- Source: Ronald Hutton, The Stations of the Sun: A History of the Ritual Year in Britain
- Soul Cake Recipes: http://historicalfoods.com/souling-cake-recipe
- Souling Songs may be found here: http://www.informatik.uni-hamburg.de/~zierke/watersons/songs/soulingsong.html
Mary Sharratt is an American writer living in the Pendle region of Lancashire, Northern England. Her acclaimed novel of the Pendle Witches, Daughters of the Witching Hill, is now out in paperback. Illuminations, her new novel exploring the life of visionary abbess and polymath, Hildegard von Bingen, will be released in 2012. Visit Mary’s website: www.marysharratt.com.
Excerpt from Daughters of the Witching Hill
At Hallowtide, Liza insisted on walking up Blacko Hill, as we’d always done, for our midnight vigil on the Eve of All Saints. Under cover of darkness we crept forth with me carrying the lantern to light our way and John following with a pitchfork crowned in a great bundle of straw.
Once we reached the hilltop, after a furtive look round to make sure no one else was about, John lit the straw with the lantern flame so that the straw atop the pitchfork blazed like a torch. With him to hold the fork upright and keep an eye out for intruders, Liza and I knelt to pray for our dead. In the old days, we’d held this vigil in the church, the whole parish praying together, the darkened chapel bright as day with the many candles glowing on the saints’ altars. Now we were left to do this in secret, stealing away like criminals in the night, as though it were something shameful to hail our deceased. I prayed for my mam and grand-dad, calling out to their souls till I felt them both step through the veil to bring me comfort.
In my heart of hearts, I did not believe my loved ones were in purgatory waiting, by and by, to be let into heaven. There was no air of suffering or torment about them, only the joy of reunion. My mam, young and pretty, worked in her herb garden. She hummed a lilting tune whilst her earth-stained fingers pointed out to me the plants I must use to ease Liza’s birth pangs. Grand-Dad whispered his old charms to bless me and Liza and John.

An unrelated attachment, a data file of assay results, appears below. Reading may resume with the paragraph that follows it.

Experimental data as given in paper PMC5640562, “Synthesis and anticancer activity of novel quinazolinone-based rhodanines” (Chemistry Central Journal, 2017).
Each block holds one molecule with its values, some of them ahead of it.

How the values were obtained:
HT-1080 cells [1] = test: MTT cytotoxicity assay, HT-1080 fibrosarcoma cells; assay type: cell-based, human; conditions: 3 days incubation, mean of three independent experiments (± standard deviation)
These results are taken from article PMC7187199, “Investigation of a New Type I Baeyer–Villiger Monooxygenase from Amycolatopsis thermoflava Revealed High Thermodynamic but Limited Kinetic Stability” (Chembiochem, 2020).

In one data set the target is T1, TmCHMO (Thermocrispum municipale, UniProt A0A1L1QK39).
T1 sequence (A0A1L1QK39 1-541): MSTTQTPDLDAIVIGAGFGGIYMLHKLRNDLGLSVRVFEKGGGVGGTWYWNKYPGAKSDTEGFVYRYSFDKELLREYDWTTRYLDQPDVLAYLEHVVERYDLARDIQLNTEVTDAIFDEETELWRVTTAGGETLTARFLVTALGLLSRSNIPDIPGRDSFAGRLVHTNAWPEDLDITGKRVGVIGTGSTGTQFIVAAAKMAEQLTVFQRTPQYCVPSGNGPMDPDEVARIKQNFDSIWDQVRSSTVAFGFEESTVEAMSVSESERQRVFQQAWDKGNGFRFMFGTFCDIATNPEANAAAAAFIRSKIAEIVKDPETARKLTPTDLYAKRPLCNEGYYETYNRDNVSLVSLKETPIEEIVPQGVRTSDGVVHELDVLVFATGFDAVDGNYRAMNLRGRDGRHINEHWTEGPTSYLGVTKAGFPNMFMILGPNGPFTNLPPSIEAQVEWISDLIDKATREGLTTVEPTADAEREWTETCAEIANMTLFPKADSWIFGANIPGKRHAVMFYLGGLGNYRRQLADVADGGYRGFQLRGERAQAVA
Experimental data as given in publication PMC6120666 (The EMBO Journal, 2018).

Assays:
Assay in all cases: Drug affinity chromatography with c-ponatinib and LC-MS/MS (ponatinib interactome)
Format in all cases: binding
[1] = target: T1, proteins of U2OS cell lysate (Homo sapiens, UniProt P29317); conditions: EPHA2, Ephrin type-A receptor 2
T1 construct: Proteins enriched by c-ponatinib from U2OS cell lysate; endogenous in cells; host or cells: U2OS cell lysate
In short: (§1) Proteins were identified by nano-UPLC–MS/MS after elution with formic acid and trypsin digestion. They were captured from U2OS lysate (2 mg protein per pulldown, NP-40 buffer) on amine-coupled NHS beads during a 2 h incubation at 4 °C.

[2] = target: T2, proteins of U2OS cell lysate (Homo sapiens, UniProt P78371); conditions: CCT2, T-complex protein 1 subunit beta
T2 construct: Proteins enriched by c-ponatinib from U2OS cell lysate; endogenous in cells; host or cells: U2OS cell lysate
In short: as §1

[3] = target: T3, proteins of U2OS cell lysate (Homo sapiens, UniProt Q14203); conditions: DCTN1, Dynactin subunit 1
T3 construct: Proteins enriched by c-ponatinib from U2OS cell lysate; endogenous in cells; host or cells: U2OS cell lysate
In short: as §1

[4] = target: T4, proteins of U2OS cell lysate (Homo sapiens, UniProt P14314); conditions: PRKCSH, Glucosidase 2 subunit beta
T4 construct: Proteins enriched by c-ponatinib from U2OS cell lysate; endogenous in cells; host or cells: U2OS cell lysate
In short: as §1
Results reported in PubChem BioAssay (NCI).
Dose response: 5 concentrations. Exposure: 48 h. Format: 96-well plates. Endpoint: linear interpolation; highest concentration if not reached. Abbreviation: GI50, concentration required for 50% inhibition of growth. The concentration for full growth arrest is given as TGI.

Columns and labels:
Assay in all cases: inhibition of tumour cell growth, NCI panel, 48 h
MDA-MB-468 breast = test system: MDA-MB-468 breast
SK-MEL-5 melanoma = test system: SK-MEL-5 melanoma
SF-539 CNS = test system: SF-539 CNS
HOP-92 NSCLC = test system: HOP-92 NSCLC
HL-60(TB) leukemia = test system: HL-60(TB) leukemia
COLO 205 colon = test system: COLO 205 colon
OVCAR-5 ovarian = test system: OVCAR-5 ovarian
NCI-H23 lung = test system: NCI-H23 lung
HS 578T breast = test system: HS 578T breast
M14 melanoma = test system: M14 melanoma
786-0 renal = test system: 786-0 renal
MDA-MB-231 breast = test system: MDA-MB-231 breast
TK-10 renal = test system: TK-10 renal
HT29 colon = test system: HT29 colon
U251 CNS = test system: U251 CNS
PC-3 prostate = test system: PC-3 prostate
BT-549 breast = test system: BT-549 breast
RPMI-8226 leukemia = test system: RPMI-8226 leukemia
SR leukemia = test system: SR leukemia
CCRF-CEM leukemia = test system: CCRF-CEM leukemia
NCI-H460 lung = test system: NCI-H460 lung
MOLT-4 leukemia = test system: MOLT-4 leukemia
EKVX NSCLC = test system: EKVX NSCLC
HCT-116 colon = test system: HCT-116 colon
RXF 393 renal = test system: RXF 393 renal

A long spell I knelt there, held in the embrace of my beloved dead, till the straw on the pitchfork burned itself out, falling in embers and ash to the ground. Our John helped my pregnant daughter to her feet, then we made our way home through the night that no longer seemed so dark.
©2010, 2011, 2014 Mary Sharratt.
“Magick in Theory” is a peer review, online journal exploring historical and theoretical magic. We approach magic from an emic perspective, which is to say that we may or may not practice magic, but we respect the worldviews of those who do and try to see the practice from their perspective. Our mission is to support the academic and intellectual study of magic, and to carve out a place for reason, rationality, as well as inspiration and experience, in the study of magic. Ultimately, “Magick in Theory” strives to apply the best features of the peer review process to the study of magic, in order to encourage, promote, and advance research in the magical arts. Submit papers to firstname.lastname@example.org.
“Magick in Theory” is designed as an academic journal, but has no affiliation with any academic institution, nor should any personal or professional affiliation on the part of any member of the volunteer editorial board be construed as representing an endorsement of “Magick in Theory” by any particular institution.
Submission Guideline and Stylesheet for “Magick in Theory”
“Magick in Theory” is looking for articles and essays about the study and theory of magic. Acceptable topics include:
- The application of socio-cultural theory to magical practice;
- Historical analysis and research;
- Translations and explanations of previously untranslated magical texts;
- Magical experiments and operations;
- Interdisciplinary essays on magic and its relationship to other academic or cultural areas;
- Personal essays with a critical (in the academic sense) bent.
We are not looking for:
- Spells, how-to, or rituals that do not have a historical context or significance (submit these to “Magick in Practice” instead);
- Made-up, fantasized, or channeled texts (unless accompanied with a heavy dose of critical analysis or historical significance);
- Rants, screeds, diatribes.
All submissions must adhere to the following guidelines:
- All texts in Word format. No PDFs or unusual file formats. They will be deleted unread.
- There is no firm limits on size, but suitable articles will tend to fall between 2500 and 7500 words.
- Include a header that includes your name, your pseudonym (if relevant) in parentheses after your real name, and any academic affiliation you want mentioned.
- Your name or other identifying information should not appear elsewhere in the text.
- All submissions must adhere to the Chicago Manual of Style. Use in-text citations — not footnotes or endnotes — and a properly formatted references page.
- Do not quote more than 100 words from any individual source.
- Any quotation or use of an idea not your own must be cited properly in Chicago Manual of Style format.
- If you use any images, also submit proof that you own the right to use that image or have secured that right from the owner.
- If you are submitting a translation, identify the source of the original text and, if applicable, provide proof that you have the legal right to do the translation.
- Edit, proofread, and polish your writing before submitting.
The procedure for selection is as follows: